MoH ex­empts ex­pat child can­cer pa­tients from fees

Higher health charges in days 30 items, ser­vices exempt from VAT

Kuwait Times - - FRONT PAGE - By A Saleh and Agen­cies

Health Min­is­ter Ja­mal Al-Harbi an­nounced yes­ter­day that non-Kuwaiti chil­dren be­low the age of 12 suf­fer­ing from can­cer will be exempt from di­ag­no­sis, treat­ment and medicine charges. The de­ci­sion cov­ers chil­dren with valid visas who were di­ag­nosed in Kuwait, and cov­ers the costs of di­ag­no­sis, treat­ment and medicine at pub­lic hos­pi­tals and poly­clin­ics. Harbi also an­nounced that the in­crease in health ser­vice fees will go into ef­fect for vis­it­ing and res­i­dent ex­pats within two days. Di­rec­tors of health zones and hos­pi­tals and their deputies will be reshuf­fled too.

Harbi was speak­ing dur­ing the launch of the Sour Al-Watan blood do­na­tion cam­paign. He said the min­istry plans to open a large build­ing of the blood bank in Al-Sabah spe­cial­ized area to serve donors and re­duce the pres­sure on rest of the branches. He added that the blood bank is the first Arab blood bank to re­ceive an in­ter­na­tional recog­ni­tion cer­tifi­cate from the Amer­i­can As­so­ci­a­tion of Blood Banks (AABB) since 1989. It has also re­ceived an out­stand­ing per­for­mance recog­ni­tion from the Col­lege of Amer­i­can Pathol­o­gists (CAP) since 2001, and cat­e­go­rized as an in­ter­na­tional ref­er­ence bank for blood and im­mu­nity dis­eases since 2014.

Separately, a high rank­ing gov­ern­ment of­fi­cial said fi­nal prepa­ra­tions are un­der­way to im­pose 5 per­cent value added tax next year, deny­ing the pos­si­bil­ity of post­pon­ing it and dis­pelling doubts about dif­fi­culty in im­pos­ing it due to ad­min­is­tra­tive and tech­ni­cal ob­sta­cles in the pri­vate sec­tor. The of­fi­cial told AlAn­baa daily the VAT agree­ment’s rules are ready and the Na­tional Assem­bly is ex­pected to ap­prove them dur­ing the next par­lia­men­tary term.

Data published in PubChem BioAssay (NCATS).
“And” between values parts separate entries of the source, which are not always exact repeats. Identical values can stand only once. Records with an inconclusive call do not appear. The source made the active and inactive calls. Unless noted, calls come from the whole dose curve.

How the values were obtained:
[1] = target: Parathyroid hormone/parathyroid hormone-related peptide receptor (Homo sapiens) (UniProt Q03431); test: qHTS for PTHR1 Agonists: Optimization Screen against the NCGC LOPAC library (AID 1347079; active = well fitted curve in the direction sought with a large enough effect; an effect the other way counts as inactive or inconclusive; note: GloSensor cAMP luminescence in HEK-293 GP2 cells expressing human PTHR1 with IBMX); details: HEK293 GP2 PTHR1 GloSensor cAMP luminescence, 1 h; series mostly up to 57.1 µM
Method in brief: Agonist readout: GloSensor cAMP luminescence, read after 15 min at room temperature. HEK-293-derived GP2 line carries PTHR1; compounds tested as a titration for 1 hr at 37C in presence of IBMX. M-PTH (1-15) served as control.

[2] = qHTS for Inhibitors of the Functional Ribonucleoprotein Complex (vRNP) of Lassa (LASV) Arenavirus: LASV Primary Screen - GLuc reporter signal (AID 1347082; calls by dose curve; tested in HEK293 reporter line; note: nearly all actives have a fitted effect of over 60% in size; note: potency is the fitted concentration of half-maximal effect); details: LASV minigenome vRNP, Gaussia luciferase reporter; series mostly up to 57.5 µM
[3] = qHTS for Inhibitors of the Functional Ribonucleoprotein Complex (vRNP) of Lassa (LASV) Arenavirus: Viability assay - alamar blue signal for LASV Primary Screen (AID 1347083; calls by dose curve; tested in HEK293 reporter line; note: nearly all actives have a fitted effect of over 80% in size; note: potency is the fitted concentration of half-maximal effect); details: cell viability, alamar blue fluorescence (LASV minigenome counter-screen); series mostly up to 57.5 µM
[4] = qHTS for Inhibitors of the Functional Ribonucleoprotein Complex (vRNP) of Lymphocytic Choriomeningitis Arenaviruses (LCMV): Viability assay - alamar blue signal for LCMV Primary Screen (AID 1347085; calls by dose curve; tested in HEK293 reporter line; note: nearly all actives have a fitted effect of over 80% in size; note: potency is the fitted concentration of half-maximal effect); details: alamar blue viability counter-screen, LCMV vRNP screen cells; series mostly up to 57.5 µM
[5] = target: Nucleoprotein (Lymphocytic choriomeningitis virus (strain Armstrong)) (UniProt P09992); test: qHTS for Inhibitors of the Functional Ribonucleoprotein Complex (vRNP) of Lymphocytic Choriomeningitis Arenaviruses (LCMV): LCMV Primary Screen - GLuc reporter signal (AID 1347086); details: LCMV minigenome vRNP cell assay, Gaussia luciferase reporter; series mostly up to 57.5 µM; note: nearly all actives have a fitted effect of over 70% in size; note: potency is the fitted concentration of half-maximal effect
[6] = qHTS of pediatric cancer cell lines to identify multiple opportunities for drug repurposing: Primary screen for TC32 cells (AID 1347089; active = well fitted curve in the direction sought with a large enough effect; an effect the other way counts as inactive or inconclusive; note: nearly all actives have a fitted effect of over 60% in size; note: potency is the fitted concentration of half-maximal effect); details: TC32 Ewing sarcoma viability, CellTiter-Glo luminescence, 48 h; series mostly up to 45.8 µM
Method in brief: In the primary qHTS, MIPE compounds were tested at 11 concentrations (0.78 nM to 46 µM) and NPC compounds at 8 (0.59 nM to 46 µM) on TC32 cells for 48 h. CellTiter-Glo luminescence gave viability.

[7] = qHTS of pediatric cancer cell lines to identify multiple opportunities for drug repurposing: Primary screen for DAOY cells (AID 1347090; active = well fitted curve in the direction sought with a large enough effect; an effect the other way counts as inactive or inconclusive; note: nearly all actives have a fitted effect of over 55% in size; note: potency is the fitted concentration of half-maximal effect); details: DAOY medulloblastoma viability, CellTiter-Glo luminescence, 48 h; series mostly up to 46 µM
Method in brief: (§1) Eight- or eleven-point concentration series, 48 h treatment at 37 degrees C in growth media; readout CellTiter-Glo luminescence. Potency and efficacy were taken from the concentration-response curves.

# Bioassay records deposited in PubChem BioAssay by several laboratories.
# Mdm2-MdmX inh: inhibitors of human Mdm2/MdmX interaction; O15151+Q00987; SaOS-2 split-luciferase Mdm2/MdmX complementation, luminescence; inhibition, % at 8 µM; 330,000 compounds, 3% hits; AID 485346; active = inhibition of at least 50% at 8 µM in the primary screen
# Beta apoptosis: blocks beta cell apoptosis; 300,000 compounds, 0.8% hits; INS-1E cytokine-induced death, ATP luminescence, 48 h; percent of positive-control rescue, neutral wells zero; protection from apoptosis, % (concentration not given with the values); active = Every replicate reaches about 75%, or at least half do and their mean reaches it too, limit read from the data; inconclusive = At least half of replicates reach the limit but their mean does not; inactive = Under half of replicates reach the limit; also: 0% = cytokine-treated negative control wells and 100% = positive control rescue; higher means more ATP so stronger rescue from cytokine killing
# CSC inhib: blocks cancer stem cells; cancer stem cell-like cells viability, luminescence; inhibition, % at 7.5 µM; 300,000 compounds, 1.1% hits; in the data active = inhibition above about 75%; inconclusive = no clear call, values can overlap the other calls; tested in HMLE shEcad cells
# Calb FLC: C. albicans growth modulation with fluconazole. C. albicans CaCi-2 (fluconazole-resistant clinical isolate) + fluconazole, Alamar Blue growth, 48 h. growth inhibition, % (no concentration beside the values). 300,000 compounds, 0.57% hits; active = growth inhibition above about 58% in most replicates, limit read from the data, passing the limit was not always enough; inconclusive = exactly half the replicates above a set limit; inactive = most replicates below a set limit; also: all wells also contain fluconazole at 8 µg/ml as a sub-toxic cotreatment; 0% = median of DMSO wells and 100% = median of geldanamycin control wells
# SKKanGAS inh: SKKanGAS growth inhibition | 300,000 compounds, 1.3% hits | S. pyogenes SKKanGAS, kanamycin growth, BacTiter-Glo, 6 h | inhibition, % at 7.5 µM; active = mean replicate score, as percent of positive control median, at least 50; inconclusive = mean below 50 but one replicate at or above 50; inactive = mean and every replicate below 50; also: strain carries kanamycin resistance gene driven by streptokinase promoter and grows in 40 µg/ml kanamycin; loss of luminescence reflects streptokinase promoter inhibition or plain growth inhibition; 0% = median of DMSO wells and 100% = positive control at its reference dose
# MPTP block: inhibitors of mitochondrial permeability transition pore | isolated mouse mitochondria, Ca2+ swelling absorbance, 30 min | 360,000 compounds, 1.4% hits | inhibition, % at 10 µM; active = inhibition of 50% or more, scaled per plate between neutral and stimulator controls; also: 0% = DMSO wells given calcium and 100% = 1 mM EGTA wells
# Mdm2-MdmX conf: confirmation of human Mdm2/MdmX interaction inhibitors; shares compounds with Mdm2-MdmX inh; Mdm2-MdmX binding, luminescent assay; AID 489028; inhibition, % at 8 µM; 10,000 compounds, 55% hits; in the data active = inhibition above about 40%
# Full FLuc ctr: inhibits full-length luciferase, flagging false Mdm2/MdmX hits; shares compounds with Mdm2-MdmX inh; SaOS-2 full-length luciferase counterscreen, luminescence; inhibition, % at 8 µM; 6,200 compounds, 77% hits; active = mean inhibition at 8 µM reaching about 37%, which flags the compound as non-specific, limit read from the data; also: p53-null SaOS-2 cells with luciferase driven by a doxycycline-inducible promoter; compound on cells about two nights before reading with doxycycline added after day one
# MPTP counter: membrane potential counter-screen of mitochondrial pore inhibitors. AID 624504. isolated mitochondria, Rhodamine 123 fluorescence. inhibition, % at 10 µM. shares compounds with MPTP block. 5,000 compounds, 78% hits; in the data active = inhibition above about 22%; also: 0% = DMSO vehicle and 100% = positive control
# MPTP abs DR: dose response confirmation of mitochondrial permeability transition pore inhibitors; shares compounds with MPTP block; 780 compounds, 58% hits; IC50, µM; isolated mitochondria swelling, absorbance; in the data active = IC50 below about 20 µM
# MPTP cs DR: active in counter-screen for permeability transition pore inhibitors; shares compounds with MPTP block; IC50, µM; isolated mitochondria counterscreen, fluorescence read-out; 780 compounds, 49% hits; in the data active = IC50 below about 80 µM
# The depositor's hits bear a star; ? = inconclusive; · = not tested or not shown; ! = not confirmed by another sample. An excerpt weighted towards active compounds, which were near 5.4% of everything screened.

The of­fi­cial said more than 30 ba­sic prod­ucts and ser­vices are exempt from VAT, in­clud­ing: Baby milk and dairy prod­ucts; prod­ucts pre­pared from dairy; food prepa­ra­tion prod­ucts for chil­dren; eggs; tea, sugar and rice; milled prod­ucts; mac­a­roni; fresh meat and poul­try; frozen meat prod­ucts; fresh, cooled or frozen fish; agri­cul­tural prod­ucts that are sold as is; lo­cal fruits and veg­eta­bles; ce­re­als, table salt and spices; open land, build­ing and hous­ing unit sales; equip­ment for those with special needs; bank op­er­a­tions that are lim­ited only to banks; sale and pur­chase of cur­rency at ex­change com­pa­nies; in­surance and re-in­surance ser­vices; ed­u­ca­tion, train­ing and sci­en­tific re­search; health and med­i­cal ser­vices; mass trans­port and taxis, med­i­cally equipped ve­hi­cles for the hand­i­capped; gov­ern­ment ed­u­ca­tion ser­vices.

The Gulf Co­op­er­a­tion Coun­cil has been plan­ning the adop­tion of VAT for a long time in or­der to in­crease non-oil rev­enues. VAT is an in­di­rect form of con­sump­tion tax im­posed in more than 150 coun­tries. It was first im­posed by France. Gov­ern­ments im­pose in­di­rect taxes on cer­tain prod­ucts such as cig­a­rettes, al­co­hol, fuel and re­tail sales. Col­lec­tion of tax is done through com­pa­nies that col­lect it from the con­sumer be­fore pay­ing to the gov­ern­ment, so that it is borne by the end user.

— Photo by Joseph Sha­gra

KUWAIT: Health Min­is­ter Ja­mal Al-Harbi do­nates blood dur­ing the launch of the Sour AlWatan blood do­na­tion cam­paign yes­ter­day.

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